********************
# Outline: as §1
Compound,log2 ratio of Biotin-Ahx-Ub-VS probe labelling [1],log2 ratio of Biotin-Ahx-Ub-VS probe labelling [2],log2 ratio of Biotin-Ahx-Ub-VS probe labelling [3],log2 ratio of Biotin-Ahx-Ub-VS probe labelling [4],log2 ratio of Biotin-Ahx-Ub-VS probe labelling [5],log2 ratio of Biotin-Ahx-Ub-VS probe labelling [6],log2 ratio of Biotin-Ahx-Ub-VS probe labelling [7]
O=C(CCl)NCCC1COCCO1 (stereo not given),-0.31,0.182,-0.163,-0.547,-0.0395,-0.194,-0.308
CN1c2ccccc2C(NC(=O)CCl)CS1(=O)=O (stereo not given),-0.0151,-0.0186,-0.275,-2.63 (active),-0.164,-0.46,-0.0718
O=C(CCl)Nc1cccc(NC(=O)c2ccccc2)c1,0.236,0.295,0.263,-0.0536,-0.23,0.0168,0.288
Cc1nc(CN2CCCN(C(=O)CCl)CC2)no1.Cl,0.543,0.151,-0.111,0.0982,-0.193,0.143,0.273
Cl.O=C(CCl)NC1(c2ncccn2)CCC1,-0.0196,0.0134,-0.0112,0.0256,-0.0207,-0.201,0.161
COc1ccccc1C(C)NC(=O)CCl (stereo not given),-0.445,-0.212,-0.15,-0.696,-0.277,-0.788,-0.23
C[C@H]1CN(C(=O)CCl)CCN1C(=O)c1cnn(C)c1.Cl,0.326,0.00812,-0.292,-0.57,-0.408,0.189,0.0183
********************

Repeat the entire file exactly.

# Outline: as §1
Compound,log2 ratio of Biotin-Ahx-Ub-VS probe labelling [1],log2 ratio of Biotin-Ahx-Ub-VS probe labelling [2],log2 ratio of Biotin-Ahx-Ub-VS probe labelling [3],log2 ratio of Biotin-Ahx-Ub-VS probe labelling [4],log2 ratio of Biotin-Ahx-Ub-VS probe labelling [5],log2 ratio of Biotin-Ahx-Ub-VS probe labelling [6],log2 ratio of Biotin-Ahx-Ub-VS probe labelling [7]
O=C(CCl)NCCC1COCCO1 (stereo not given),-0.31,0.182,-0.163,-0.547,-0.0395,-0.194,-0.308
CN1c2ccccc2C(NC(=O)CCl)CS1(=O)=O (stereo not given),-0.0151,-0.0186,-0.275,-2.63 (active),-0.164,-0.46,-0.0718
O=C(CCl)Nc1cccc(NC(=O)c2ccccc2)c1,0.236,0.295,0.263,-0.0536,-0.23,0.0168,0.288
Cc1nc(CN2CCCN(C(=O)CCl)CC2)no1.Cl,0.543,0.151,-0.111,0.0982,-0.193,0.143,0.273
Cl.O=C(CCl)NC1(c2ncccn2)CCC1,-0.0196,0.0134,-0.0112,0.0256,-0.0207,-0.201,0.161
COc1ccccc1C(C)NC(=O)CCl (stereo not given),-0.445,-0.212,-0.15,-0.696,-0.277,-0.788,-0.23
C[C@H]1CN(C(=O)CCl)CCN1C(=O)c1cnn(C)c1.Cl,0.326,0.00812,-0.292,-0.57,-0.408,0.189,0.0183